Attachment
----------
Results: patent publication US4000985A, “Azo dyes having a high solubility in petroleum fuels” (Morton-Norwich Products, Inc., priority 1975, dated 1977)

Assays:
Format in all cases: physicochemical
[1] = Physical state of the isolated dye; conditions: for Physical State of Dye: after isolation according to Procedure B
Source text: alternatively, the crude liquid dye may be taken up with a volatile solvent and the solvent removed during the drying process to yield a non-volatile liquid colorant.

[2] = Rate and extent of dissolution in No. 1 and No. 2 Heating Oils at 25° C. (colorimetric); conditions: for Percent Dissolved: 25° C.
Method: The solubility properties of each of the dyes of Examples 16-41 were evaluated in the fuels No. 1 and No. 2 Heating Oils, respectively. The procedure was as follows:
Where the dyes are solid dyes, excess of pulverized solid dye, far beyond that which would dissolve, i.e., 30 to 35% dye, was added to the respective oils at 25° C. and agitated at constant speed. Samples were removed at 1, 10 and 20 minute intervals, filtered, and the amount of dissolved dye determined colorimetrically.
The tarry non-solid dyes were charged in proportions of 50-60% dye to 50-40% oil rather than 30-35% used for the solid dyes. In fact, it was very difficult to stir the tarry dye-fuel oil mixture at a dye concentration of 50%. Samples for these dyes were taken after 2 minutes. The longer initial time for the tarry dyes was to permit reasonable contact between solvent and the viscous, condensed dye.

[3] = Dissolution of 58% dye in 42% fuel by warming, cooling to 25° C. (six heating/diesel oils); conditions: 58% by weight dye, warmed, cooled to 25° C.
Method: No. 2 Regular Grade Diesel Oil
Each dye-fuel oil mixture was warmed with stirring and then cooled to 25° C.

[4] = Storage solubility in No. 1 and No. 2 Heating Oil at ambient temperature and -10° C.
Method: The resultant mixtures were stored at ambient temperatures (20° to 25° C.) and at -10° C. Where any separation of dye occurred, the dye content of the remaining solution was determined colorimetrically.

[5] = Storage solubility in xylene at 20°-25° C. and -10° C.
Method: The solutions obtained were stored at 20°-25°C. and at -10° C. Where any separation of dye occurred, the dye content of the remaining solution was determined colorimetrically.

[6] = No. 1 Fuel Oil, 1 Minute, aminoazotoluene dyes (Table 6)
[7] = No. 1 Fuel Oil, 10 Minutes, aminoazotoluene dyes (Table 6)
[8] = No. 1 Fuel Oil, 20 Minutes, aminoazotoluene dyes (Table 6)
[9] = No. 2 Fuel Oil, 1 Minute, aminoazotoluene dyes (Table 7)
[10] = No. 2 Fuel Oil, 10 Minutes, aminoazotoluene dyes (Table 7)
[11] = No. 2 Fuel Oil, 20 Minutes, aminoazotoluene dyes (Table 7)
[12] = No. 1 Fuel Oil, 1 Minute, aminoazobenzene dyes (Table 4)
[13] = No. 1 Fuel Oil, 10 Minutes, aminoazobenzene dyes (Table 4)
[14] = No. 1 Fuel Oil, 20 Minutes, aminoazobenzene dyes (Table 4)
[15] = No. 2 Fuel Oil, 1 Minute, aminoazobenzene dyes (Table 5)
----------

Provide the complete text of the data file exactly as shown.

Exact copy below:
Results: patent publication US4000985A, “Azo dyes having a high solubility in petroleum fuels” (Morton-Norwich Products, Inc., priority 1975, dated 1977)

Assays:
Format in all cases: physicochemical
[1] = Physical state of the isolated dye; conditions: for Physical State of Dye: after isolation according to Procedure B
Source text: alternatively, the crude liquid dye may be taken up with a volatile solvent and the solvent removed during the drying process to yield a non-volatile liquid colorant.

[2] = Rate and extent of dissolution in No. 1 and No. 2 Heating Oils at 25° C. (colorimetric); conditions: for Percent Dissolved: 25° C.
Method: The solubility properties of each of the dyes of Examples 16-41 were evaluated in the fuels No. 1 and No. 2 Heating Oils, respectively. The procedure was as follows:
Where the dyes are solid dyes, excess of pulverized solid dye, far beyond that which would dissolve, i.e., 30 to 35% dye, was added to the respective oils at 25° C. and agitated at constant speed. Samples were removed at 1, 10 and 20 minute intervals, filtered, and the amount of dissolved dye determined colorimetrically.
The tarry non-solid dyes were charged in proportions of 50-60% dye to 50-40% oil rather than 30-35% used for the solid dyes. In fact, it was very difficult to stir the tarry dye-fuel oil mixture at a dye concentration of 50%. Samples for these dyes were taken after 2 minutes. The longer initial time for the tarry dyes was to permit reasonable contact between solvent and the viscous, condensed dye.

[3] = Dissolution of 58% dye in 42% fuel by warming, cooling to 25° C. (six heating/diesel oils); conditions: 58% by weight dye, warmed, cooled to 25° C.
Method: No. 2 Regular Grade Diesel Oil
Each dye-fuel oil mixture was warmed with stirring and then cooled to 25° C.

[4] = Storage solubility in No. 1 and No. 2 Heating Oil at ambient temperature and -10° C.
Method: The resultant mixtures were stored at ambient temperatures (20° to 25° C.) and at -10° C. Where any separation of dye occurred, the dye content of the remaining solution was determined colorimetrically.

[5] = Storage solubility in xylene at 20°-25° C. and -10° C.
Method: The solutions obtained were stored at 20°-25°C. and at -10° C. Where any separation of dye occurred, the dye content of the remaining solution was determined colorimetrically.

[6] = No. 1 Fuel Oil, 1 Minute, aminoazotoluene dyes (Table 6)
[7] = No. 1 Fuel Oil, 10 Minutes, aminoazotoluene dyes (Table 6)
[8] = No. 1 Fuel Oil, 20 Minutes, aminoazotoluene dyes (Table 6)
[9] = No. 2 Fuel Oil, 1 Minute, aminoazotoluene dyes (Table 7)
[10] = No. 2 Fuel Oil, 10 Minutes, aminoazotoluene dyes (Table 7)
[11] = No. 2 Fuel Oil, 20 Minutes, aminoazotoluene dyes (Table 7)
[12] = No. 1 Fuel Oil, 1 Minute, aminoazobenzene dyes (Table 4)
[13] = No. 1 Fuel Oil, 10 Minutes, aminoazobenzene dyes (Table 4)
[14] = No. 1 Fuel Oil, 20 Minutes, aminoazobenzene dyes (Table 4)
[15] = No. 2 Fuel Oil, 1 Minute, aminoazobenzene dyes (Table 5)